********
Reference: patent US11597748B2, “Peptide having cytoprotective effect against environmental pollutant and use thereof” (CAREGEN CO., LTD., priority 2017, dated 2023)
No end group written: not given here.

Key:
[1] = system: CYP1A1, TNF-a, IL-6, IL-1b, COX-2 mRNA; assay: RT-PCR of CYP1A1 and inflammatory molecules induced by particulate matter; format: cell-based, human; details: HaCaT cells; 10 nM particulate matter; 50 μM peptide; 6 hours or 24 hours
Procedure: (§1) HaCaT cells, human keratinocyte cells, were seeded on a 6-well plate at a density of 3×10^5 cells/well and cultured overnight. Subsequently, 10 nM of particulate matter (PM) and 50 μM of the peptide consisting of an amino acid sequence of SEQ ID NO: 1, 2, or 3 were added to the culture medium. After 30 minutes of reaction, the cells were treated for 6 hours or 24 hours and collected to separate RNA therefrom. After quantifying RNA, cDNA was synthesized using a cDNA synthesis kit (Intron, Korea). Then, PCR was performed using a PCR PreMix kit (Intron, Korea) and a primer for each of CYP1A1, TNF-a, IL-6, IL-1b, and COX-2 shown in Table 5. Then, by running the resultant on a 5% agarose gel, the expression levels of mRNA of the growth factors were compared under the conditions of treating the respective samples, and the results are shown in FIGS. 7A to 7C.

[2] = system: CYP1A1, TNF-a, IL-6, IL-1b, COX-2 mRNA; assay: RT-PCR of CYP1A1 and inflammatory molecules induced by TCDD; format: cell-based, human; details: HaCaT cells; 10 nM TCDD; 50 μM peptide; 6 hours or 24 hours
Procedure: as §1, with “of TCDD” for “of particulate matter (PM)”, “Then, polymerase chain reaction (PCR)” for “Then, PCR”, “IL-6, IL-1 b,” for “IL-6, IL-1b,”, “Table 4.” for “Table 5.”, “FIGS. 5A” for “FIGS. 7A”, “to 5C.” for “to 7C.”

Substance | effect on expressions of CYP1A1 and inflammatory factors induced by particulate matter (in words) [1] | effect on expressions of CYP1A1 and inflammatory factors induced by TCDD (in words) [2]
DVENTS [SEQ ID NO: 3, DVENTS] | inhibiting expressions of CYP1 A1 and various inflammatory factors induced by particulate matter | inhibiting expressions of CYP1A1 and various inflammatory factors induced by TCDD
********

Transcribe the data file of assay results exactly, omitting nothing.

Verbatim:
Reference: patent US11597748B2, “Peptide having cytoprotective effect against environmental pollutant and use thereof” (CAREGEN CO., LTD., priority 2017, dated 2023)
No end group written: not given here.

Key:
[1] = system: CYP1A1, TNF-a, IL-6, IL-1b, COX-2 mRNA; assay: RT-PCR of CYP1A1 and inflammatory molecules induced by particulate matter; format: cell-based, human; details: HaCaT cells; 10 nM particulate matter; 50 μM peptide; 6 hours or 24 hours
Procedure: (§1) HaCaT cells, human keratinocyte cells, were seeded on a 6-well plate at a density of 3×10^5 cells/well and cultured overnight. Subsequently, 10 nM of particulate matter (PM) and 50 μM of the peptide consisting of an amino acid sequence of SEQ ID NO: 1, 2, or 3 were added to the culture medium. After 30 minutes of reaction, the cells were treated for 6 hours or 24 hours and collected to separate RNA therefrom. After quantifying RNA, cDNA was synthesized using a cDNA synthesis kit (Intron, Korea). Then, PCR was performed using a PCR PreMix kit (Intron, Korea) and a primer for each of CYP1A1, TNF-a, IL-6, IL-1b, and COX-2 shown in Table 5. Then, by running the resultant on a 5% agarose gel, the expression levels of mRNA of the growth factors were compared under the conditions of treating the respective samples, and the results are shown in FIGS. 7A to 7C.

[2] = system: CYP1A1, TNF-a, IL-6, IL-1b, COX-2 mRNA; assay: RT-PCR of CYP1A1 and inflammatory molecules induced by TCDD; format: cell-based, human; details: HaCaT cells; 10 nM TCDD; 50 μM peptide; 6 hours or 24 hours
Procedure: as §1, with “of TCDD” for “of particulate matter (PM)”, “Then, polymerase chain reaction (PCR)” for “Then, PCR”, “IL-6, IL-1 b,” for “IL-6, IL-1b,”, “Table 4.” for “Table 5.”, “FIGS. 5A” for “FIGS. 7A”, “to 5C.” for “to 7C.”

Substance | effect on expressions of CYP1A1 and inflammatory factors induced by particulate matter (in words) [1] | effect on expressions of CYP1A1 and inflammatory factors induced by TCDD (in words) [2]
DVENTS [SEQ ID NO: 3, DVENTS] | inhibiting expressions of CYP1 A1 and various inflammatory factors induced by particulate matter | inhibiting expressions of CYP1A1 and various inflammatory factors induced by TCDD